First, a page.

Arts & Humanities

'Islamophobia' Largely Absent at USU

The Student Life section of Utah State Today highlights work written by the talented student journalists at Utah State University. Each week, the editor selects a story that has been published in The Utah Statesman or the Hard News Café or both for inclusion in Utah State Today.

‘Islamophobia’ Largely Absent at USU

By Rhett Wilkinson in The Utah Statesman, Friday, April 29, 2011

This is the second of the two part story about the impact of the Quran burning and the Muslum community here in Logan, Utah.

In the fall of 2007, engineering major Allia Abu-Ramaileh left her two Muslim parents, one, a father with an Islam tradition that dates back centuries; the other, an American of 32 years, and her hometown of Bountiful, Utah, for USU. Her first semester here, after receiving the highest quiz score in a calculus class that included just one other female, the negative remarks began to be directed her way.

"Because I got a higher score than anyone else among those who thought I was ditzy and not so serious, they were surprised," she said. "I was a bit offended by that."

But she said she may have had an idea about where at least some of those snickers were coming from.

Horrific events related to radical, fundamentalist Islam terrorist organizations have occurred since the turn of the century.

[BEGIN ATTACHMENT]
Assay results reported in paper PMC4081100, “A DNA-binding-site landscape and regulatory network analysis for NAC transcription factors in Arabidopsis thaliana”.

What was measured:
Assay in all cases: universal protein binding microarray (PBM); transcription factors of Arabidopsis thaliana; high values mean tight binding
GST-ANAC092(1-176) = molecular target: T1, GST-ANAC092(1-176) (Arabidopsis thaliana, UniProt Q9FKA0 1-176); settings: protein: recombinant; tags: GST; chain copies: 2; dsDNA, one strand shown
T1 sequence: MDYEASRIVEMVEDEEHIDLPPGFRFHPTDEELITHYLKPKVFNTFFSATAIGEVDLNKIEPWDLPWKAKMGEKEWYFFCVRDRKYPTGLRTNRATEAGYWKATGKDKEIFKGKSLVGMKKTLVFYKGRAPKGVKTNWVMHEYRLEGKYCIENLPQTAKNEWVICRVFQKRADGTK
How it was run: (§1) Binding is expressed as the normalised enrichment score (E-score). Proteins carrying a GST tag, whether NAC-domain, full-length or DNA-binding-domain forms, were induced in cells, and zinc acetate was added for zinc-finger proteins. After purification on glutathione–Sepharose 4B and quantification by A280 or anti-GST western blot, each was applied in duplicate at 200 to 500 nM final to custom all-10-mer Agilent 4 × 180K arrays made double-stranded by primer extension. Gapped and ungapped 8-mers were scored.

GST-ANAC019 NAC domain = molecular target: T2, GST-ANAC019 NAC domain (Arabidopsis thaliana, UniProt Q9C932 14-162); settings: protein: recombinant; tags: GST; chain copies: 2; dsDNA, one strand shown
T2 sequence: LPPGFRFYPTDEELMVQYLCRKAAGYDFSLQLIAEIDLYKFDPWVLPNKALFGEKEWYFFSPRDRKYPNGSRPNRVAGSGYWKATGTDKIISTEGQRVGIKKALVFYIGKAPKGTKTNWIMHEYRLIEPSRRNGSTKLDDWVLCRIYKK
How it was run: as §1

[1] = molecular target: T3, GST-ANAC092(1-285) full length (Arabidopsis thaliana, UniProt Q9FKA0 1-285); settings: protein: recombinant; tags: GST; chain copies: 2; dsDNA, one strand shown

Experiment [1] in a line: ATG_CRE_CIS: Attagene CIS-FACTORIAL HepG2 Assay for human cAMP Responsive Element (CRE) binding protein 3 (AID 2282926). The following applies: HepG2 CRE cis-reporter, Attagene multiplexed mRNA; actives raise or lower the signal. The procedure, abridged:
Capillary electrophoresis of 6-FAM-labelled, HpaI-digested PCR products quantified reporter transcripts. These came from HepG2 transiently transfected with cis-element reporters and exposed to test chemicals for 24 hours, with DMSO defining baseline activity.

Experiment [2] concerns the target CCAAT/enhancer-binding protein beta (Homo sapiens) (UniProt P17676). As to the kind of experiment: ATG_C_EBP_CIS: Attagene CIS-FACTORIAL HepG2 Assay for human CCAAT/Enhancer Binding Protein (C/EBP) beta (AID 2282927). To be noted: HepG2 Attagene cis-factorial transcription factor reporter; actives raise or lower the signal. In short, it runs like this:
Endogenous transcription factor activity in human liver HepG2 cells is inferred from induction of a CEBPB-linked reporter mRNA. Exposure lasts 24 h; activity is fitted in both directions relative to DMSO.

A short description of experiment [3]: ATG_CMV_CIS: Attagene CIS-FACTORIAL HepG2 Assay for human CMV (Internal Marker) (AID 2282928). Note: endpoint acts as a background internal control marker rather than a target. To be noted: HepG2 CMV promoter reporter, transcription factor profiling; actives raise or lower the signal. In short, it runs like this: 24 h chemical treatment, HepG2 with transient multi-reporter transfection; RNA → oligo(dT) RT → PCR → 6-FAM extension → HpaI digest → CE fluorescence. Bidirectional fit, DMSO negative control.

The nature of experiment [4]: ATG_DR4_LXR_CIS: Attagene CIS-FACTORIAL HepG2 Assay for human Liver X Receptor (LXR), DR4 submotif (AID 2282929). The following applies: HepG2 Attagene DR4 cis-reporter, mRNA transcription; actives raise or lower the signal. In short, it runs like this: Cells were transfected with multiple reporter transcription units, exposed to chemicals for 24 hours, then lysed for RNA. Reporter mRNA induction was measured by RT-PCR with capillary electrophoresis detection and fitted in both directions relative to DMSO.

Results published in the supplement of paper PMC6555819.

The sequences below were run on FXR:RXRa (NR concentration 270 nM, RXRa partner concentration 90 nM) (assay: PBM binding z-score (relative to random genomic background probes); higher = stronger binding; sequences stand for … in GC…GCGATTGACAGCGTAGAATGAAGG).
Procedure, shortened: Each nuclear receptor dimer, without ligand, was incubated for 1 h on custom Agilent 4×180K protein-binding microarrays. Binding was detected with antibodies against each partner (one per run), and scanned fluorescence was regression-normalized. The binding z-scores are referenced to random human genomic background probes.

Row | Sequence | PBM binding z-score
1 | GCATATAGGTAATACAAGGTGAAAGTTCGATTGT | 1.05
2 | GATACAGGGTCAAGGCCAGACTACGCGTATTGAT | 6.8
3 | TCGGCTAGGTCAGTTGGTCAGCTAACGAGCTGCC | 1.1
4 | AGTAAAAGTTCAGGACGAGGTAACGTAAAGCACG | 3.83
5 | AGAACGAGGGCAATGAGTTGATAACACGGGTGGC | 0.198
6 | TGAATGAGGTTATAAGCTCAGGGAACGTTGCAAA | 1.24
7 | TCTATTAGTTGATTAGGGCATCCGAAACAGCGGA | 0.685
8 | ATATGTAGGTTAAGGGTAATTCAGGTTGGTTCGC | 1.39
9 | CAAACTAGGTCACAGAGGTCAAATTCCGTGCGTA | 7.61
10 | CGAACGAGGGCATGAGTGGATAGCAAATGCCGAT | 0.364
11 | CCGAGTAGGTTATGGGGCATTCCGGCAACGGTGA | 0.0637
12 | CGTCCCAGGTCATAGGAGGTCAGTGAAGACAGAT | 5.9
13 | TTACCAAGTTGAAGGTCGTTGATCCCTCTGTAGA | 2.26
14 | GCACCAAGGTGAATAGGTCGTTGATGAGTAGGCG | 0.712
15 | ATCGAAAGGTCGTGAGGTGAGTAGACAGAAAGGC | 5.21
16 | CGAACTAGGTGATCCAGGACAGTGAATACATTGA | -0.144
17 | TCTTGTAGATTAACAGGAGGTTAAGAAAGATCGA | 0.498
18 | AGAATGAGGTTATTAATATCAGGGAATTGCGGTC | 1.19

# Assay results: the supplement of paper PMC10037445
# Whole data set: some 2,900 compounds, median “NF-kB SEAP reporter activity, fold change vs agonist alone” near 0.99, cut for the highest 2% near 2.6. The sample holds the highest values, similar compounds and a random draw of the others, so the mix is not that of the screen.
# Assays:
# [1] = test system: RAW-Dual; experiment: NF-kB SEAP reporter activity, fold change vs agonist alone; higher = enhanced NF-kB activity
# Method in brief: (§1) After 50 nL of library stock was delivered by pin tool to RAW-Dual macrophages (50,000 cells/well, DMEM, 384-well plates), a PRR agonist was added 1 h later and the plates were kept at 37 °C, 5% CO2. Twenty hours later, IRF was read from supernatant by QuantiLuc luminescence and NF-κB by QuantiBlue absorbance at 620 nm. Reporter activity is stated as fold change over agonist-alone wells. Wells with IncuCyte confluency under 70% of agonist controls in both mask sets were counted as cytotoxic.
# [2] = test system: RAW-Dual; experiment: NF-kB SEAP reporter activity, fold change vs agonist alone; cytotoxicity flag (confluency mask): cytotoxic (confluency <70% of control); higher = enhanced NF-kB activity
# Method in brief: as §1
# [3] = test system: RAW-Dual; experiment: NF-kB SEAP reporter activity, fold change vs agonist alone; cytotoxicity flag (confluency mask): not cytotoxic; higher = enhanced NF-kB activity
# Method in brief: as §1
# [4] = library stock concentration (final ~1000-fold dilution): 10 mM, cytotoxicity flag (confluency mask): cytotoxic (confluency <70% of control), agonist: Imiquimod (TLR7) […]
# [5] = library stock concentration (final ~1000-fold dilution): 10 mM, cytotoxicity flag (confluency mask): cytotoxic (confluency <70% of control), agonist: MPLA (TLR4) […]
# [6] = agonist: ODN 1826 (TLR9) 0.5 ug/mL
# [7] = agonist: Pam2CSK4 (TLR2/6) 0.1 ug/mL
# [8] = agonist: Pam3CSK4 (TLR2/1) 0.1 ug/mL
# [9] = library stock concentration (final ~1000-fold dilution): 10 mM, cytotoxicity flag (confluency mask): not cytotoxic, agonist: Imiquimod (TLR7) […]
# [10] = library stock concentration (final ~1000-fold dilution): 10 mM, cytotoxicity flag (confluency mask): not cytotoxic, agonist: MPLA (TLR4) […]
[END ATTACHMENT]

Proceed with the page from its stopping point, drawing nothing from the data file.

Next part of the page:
Yet despite the reported putrefaction at a national level, Abu-Ramaileh and several others of the faith said they have not sensed the sentiment as strongly at USU.

Logan Islamic Center council member and graduate assistant Adel Abdallah is among that group.

"As a Muslim student, living in Logan and attending USU, even though I grew up my entire life in a Muslim country, I still feel really comfortable with the kind and respectful people here in Logan," wrote the engineering major. "I am amazed at the similarities between Islam and the LDS faith. The conservative environment here in Utah makes me feel close to home. I can say that I (have) never (been) treated badly here because of my religion."

Abdallah said conflicts and tension between his and other faiths arise in the defense of a gift that all seek.

"Freedom is not limitless," he said. "There must be some limits for our freedom when it comes to the others' rights, such as the rights to live and to worship God. Can I kill my neighbor just because I have freedom?'"

Abdallah said peace is afforded as individuals openly discuss their beliefs with one another.

"Some would hesitate to talk about other religions or even historical events," he said, "so why would freedom be limitless when it comes to Islam? In this case, the freedom would be discussing any topic in Islam or the Quran in a respectful way, but not through burning the Quran as a way to disrespect and intentionally offend others."